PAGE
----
Homeland Security Secretary Alejandro Mayorkas stressed that the U.S. is both a country of laws and of immigrants in testimony before a House panel on Wednesday.
His testimony comes as the department grapples with a surge in migrants — particularly unaccompanied minors — to the U.S.-Mexico border. He faced repeated questions from Republicans framing the uptick in asylum-seekers as a “crisis” spurred by the Biden administration. Mayorkas argued the issue was bigger than a single administration.
“The situation is undoubtedly difficult. We are working around the clock to manage it, and it will take time,” Mayorkas said in his opening remarks to the committee.
“But we will not waver in our commitment to succeed. That is our job. We will also not waver in our values and our principles as a nation. In the Department of Homeland Security, we can and we will tackle the many challenges we face while complying with our legal obligations and honoring our nation’s values and principles.”
The United States is on track to see the highest number of migrants on the country’s southern border than at any time in the last 20 years, Mayorkas said in a statement Tuesday.
During his campaign, President Biden stressed the importance of taking a humane approach to immigration following the Trump administration’s harsh crackdown on illegal immigration.
Last month, the Department of Homeland Security began phasing in a new process for asylum-seekers, no longer requiring that they remain in Mexico, as had been law under Donald Trump’s administration. But Mayorkas still stressed to potential migrants not to travel to the border while the administration works to get the system up to date.
Republicans have pounced on the surge in migrants, claiming it as evidence of Biden’s weakness on immigration and arguing that his approach endangers American lives as well as those of asylum-seekers.
“The Trump administration, in my judgment, did a masterful job in negotiating the Remain in Mexico policy and the Asylum Cooperative Agreements with Central America,” Republican Rep. Michael McCaul of Texas said during the Wednesday hearing, referencing strict Trump-era immigration policies that have since been suspended by the Biden administration.
“Cartels and traffickers see that the greenlight is on at our southern border and the United States is open for business again,” McCaul said. “This administration has created this crisis by rescinding these agreements.”
Responding to McCaul’s use of the word “crisis” to describe the border situation, Mayorkas stressed that in his view, there were more pressing moral imperatives to address in implementing immigration policy.
“Sometimes the tools of deterrence defy values and principles for which we all stand. And one of those tools of deterrence that the Trump administration employed was deplorable and absolutely unacceptable,” Mayorkas said.
“I will share with you how I define a crisis. A crisis is when a nation is willing to rip a nine-year-old child out of the hands of his or her parent and separate that family to deter future migration. That to me is a humanitarian crisis. And what the president has committed to and what I am committed to and execute is to ensure that we have an immigration system that works and that migration to our country is safe, orderly and humane.”
McCaul said he, too, opposed the family separations, but he and other Republicans insisted the Biden administration is sending the wrong message abroad.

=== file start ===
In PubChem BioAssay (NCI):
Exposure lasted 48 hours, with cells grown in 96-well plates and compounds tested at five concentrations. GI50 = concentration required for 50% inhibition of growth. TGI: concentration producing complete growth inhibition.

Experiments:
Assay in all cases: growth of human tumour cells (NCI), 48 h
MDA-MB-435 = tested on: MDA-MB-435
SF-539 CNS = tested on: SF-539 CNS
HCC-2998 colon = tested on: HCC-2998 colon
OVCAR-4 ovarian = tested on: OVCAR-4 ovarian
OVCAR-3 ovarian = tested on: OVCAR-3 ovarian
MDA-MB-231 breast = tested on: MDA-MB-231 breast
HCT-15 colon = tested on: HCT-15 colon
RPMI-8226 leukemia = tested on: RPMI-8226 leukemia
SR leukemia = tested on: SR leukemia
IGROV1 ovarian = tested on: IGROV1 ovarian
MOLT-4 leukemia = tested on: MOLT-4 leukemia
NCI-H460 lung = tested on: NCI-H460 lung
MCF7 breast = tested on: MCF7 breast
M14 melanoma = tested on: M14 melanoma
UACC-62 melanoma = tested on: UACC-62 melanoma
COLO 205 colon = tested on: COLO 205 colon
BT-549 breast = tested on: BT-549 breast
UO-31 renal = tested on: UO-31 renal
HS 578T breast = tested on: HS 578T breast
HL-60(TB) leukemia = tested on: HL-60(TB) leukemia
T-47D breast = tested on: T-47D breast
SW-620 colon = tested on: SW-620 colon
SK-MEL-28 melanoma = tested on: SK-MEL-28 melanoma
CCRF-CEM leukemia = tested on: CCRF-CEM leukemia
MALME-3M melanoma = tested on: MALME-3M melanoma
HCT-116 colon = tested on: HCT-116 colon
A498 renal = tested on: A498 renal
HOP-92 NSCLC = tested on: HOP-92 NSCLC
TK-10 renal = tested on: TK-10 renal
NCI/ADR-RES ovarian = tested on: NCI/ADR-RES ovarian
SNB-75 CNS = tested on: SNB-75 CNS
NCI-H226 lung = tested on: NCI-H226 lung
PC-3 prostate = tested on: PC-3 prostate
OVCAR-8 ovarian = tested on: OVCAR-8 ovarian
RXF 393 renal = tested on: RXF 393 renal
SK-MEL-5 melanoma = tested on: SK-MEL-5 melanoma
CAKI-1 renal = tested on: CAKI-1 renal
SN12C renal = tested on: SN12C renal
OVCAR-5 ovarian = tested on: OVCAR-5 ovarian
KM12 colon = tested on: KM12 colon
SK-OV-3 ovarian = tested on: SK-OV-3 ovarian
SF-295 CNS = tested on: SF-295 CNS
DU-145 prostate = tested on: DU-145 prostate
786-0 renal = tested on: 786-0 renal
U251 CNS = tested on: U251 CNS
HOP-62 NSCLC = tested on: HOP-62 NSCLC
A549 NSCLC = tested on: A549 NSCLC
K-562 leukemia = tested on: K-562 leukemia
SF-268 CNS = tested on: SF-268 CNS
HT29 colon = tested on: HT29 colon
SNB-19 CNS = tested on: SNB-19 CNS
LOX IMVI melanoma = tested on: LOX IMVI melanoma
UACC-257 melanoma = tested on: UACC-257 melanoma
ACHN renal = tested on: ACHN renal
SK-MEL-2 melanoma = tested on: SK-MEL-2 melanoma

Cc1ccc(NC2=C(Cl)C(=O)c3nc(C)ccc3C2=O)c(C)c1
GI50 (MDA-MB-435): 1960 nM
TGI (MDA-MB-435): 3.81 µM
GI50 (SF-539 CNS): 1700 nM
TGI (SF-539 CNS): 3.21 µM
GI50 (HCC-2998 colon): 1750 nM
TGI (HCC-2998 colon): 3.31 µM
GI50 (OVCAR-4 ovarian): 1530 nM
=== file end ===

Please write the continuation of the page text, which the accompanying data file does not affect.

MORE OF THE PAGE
Noting the increases in migration during the previous two administrations, Mayorkas described the trend more as “episodic” than a direct consequence of President Biden’s policies. “It speaks so profoundly of the need to once and for all fix our broken immigration system,” he said.
Mayorkas also pushed back on implications that he was somehow encouraging illegal entry into the United States.
“A claim of asylum is a claim that is recognized by law in the United States of America. And an individual who makes a claim of asylum is not breaking the law by doing so,” he said during a tense exchange with Republican Rep. Dan Bishop of North Carolina. “As a law enforcement officer, I enforce the laws of accountability as well as the humanitarian laws that Congress passed.”
A DHS document obtained by NPR shows that as of Sunday, 4,276 unaccompanied migrant children were in U.S. government custody. Those minors, who arrived at the U.S. border without a parent or legal guardian, are spending an average of 117 hours in detention facilities, far longer than the 72 hours allowed by law.
The situation is complicated further by the coronavirus pandemic, requiring additional protocols when processing migrants.
Mayorkas responded to several questions about whether migrants at the border were being tested for the coronavirus during their detainment. The secretary said his agency was working to expand testing capabilities at Border Patrol sites, as well as teaming up with community-based organizations and local leaders to provide testing and space to quarantine.
“It’s more than a crisis. This is a human heartbreak,” Republican House Minority Leader Kevin McCarthy said at a news conference on Monday after a tour of the El Paso Processing Center. “This crisis is created by the presidential policies of this new administration.”
McCarthy said Border Patrol agents told him that sheltering facilities are quickly reaching capacity and that the number of migrants is “growing exponentially every day.”
Immigrant advocates praised DHS efforts outlined by Mayorkas Tuesday to increase the number of HHS facilities near the border that could take in young migrants — part of an effort to decrease the time spent at Border Patrol facilities.